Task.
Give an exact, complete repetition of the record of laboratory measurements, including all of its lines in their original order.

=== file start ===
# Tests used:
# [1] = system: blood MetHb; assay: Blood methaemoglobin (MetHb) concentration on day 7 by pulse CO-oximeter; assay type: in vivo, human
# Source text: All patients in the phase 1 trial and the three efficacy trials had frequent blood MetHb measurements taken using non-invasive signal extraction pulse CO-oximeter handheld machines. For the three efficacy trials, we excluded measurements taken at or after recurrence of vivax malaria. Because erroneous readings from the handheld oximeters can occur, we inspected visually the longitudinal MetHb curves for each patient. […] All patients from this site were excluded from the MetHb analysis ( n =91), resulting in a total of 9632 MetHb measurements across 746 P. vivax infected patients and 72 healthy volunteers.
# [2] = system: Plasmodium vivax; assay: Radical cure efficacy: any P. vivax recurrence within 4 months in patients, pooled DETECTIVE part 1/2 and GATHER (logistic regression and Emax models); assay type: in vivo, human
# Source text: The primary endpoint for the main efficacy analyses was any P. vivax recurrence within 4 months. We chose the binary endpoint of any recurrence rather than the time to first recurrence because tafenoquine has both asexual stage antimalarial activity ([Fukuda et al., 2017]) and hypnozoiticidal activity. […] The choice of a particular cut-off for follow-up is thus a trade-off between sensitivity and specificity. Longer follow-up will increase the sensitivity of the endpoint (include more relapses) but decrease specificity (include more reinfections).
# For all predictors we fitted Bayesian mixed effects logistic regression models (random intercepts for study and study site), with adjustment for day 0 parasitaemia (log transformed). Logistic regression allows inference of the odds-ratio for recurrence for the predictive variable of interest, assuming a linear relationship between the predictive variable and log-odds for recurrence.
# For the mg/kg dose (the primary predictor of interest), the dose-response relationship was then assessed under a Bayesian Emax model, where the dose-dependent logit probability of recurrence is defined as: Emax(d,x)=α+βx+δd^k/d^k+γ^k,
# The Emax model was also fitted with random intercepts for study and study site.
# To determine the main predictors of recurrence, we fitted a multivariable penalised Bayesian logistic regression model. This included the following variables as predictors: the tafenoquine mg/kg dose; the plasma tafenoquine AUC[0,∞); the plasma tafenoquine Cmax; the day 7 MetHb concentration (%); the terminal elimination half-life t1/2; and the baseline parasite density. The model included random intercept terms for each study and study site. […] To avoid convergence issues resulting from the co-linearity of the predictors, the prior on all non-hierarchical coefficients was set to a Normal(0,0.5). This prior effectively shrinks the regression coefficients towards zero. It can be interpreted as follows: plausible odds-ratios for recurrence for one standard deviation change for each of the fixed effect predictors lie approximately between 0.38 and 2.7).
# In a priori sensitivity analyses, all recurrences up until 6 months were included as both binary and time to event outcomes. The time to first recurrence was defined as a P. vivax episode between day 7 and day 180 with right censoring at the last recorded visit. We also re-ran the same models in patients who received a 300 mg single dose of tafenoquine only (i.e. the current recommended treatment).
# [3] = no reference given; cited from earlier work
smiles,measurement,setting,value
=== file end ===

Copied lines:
# Tests used:
# [1] = system: blood MetHb; assay: Blood methaemoglobin (MetHb) concentration on day 7 by pulse CO-oximeter; assay type: in vivo, human
# Source text: All patients in the phase 1 trial and the three efficacy trials had frequent blood MetHb measurements taken using non-invasive signal extraction pulse CO-oximeter handheld machines. For the three efficacy trials, we excluded measurements taken at or after recurrence of vivax malaria. Because erroneous readings from the handheld oximeters can occur, we inspected visually the longitudinal MetHb curves for each patient. […] All patients from this site were excluded from the MetHb analysis ( n =91), resulting in a total of 9632 MetHb measurements across 746 P. vivax infected patients and 72 healthy volunteers.
# [2] = system: Plasmodium vivax; assay: Radical cure efficacy: any P. vivax recurrence within 4 months in patients, pooled DETECTIVE part 1/2 and GATHER (logistic regression and Emax models); assay type: in vivo, human
# Source text: The primary endpoint for the main efficacy analyses was any P. vivax recurrence within 4 months. We chose the binary endpoint of any recurrence rather than the time to first recurrence because tafenoquine has both asexual stage antimalarial activity ([Fukuda et al., 2017]) and hypnozoiticidal activity. […] The choice of a particular cut-off for follow-up is thus a trade-off between sensitivity and specificity. Longer follow-up will increase the sensitivity of the endpoint (include more relapses) but decrease specificity (include more reinfections).
# For all predictors we fitted Bayesian mixed effects logistic regression models (random intercepts for study and study site), with adjustment for day 0 parasitaemia (log transformed). Logistic regression allows inference of the odds-ratio for recurrence for the predictive variable of interest, assuming a linear relationship between the predictive variable and log-odds for recurrence.
# For the mg/kg dose (the primary predictor of interest), the dose-response relationship was then assessed under a Bayesian Emax model, where the dose-dependent logit probability of recurrence is defined as: Emax(d,x)=α+βx+δd^k/d^k+γ^k,
# The Emax model was also fitted with random intercepts for study and study site.
# To determine the main predictors of recurrence, we fitted a multivariable penalised Bayesian logistic regression model. This included the following variables as predictors: the tafenoquine mg/kg dose; the plasma tafenoquine AUC[0,∞); the plasma tafenoquine Cmax; the day 7 MetHb concentration (%); the terminal elimination half-life t1/2; and the baseline parasite density. The model included random intercept terms for each study and study site. […] To avoid convergence issues resulting from the co-linearity of the predictors, the prior on all non-hierarchical coefficients was set to a Normal(0,0.5). This prior effectively shrinks the regression coefficients towards zero. It can be interpreted as follows: plausible odds-ratios for recurrence for one standard deviation change for each of the fixed effect predictors lie approximately between 0.38 and 2.7).
# In a priori sensitivity analyses, all recurrences up until 6 months were included as both binary and time to event outcomes. The time to first recurrence was defined as a P. vivax episode between day 7 and day 180 with right censoring at the last recorded visit. We also re-ran the same models in patients who received a 300 mg single dose of tafenoquine only (i.e. the current recommended treatment).
# [3] = no reference given; cited from earlier work
smiles,measurement,setting,value